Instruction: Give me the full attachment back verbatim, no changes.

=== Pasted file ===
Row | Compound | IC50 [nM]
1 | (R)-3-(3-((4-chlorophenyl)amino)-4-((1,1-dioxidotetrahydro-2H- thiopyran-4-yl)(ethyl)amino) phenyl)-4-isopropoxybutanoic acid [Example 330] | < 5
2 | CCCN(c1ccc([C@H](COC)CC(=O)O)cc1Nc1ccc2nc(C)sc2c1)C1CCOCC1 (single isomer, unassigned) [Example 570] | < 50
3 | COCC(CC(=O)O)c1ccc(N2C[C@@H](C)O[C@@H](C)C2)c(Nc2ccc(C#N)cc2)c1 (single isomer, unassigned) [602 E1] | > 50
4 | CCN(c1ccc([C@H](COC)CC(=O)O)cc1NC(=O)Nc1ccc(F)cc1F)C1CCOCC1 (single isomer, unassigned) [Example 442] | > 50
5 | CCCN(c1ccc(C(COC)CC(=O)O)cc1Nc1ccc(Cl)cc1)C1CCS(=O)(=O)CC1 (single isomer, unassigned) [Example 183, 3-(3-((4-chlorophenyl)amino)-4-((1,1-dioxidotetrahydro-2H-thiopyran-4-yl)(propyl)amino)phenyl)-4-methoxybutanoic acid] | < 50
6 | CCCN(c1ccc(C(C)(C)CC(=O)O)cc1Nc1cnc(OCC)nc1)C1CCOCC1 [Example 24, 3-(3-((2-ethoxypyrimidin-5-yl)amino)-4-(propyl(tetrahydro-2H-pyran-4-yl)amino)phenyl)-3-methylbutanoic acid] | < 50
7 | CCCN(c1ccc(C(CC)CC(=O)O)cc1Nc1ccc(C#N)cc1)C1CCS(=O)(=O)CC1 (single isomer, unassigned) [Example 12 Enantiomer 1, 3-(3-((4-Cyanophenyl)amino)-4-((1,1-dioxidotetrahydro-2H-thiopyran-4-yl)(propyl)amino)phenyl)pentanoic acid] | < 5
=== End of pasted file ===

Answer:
Row | Compound | IC50 [nM]
1 | (R)-3-(3-((4-chlorophenyl)amino)-4-((1,1-dioxidotetrahydro-2H- thiopyran-4-yl)(ethyl)amino) phenyl)-4-isopropoxybutanoic acid [Example 330] | < 5
2 | CCCN(c1ccc([C@H](COC)CC(=O)O)cc1Nc1ccc2nc(C)sc2c1)C1CCOCC1 (single isomer, unassigned) [Example 570] | < 50
3 | COCC(CC(=O)O)c1ccc(N2C[C@@H](C)O[C@@H](C)C2)c(Nc2ccc(C#N)cc2)c1 (single isomer, unassigned) [602 E1] | > 50
4 | CCN(c1ccc([C@H](COC)CC(=O)O)cc1NC(=O)Nc1ccc(F)cc1F)C1CCOCC1 (single isomer, unassigned) [Example 442] | > 50
5 | CCCN(c1ccc(C(COC)CC(=O)O)cc1Nc1ccc(Cl)cc1)C1CCS(=O)(=O)CC1 (single isomer, unassigned) [Example 183, 3-(3-((4-chlorophenyl)amino)-4-((1,1-dioxidotetrahydro-2H-thiopyran-4-yl)(propyl)amino)phenyl)-4-methoxybutanoic acid] | < 50
6 | CCCN(c1ccc(C(C)(C)CC(=O)O)cc1Nc1cnc(OCC)nc1)C1CCOCC1 [Example 24, 3-(3-((2-ethoxypyrimidin-5-yl)amino)-4-(propyl(tetrahydro-2H-pyran-4-yl)amino)phenyl)-3-methylbutanoic acid] | < 50
7 | CCCN(c1ccc(C(CC)CC(=O)O)cc1Nc1ccc(C#N)cc1)C1CCS(=O)(=O)CC1 (single isomer, unassigned) [Example 12 Enantiomer 1, 3-(3-((4-Cyanophenyl)amino)-4-((1,1-dioxidotetrahydro-2H-thiopyran-4-yl)(propyl)amino)phenyl)pentanoic acid] | < 5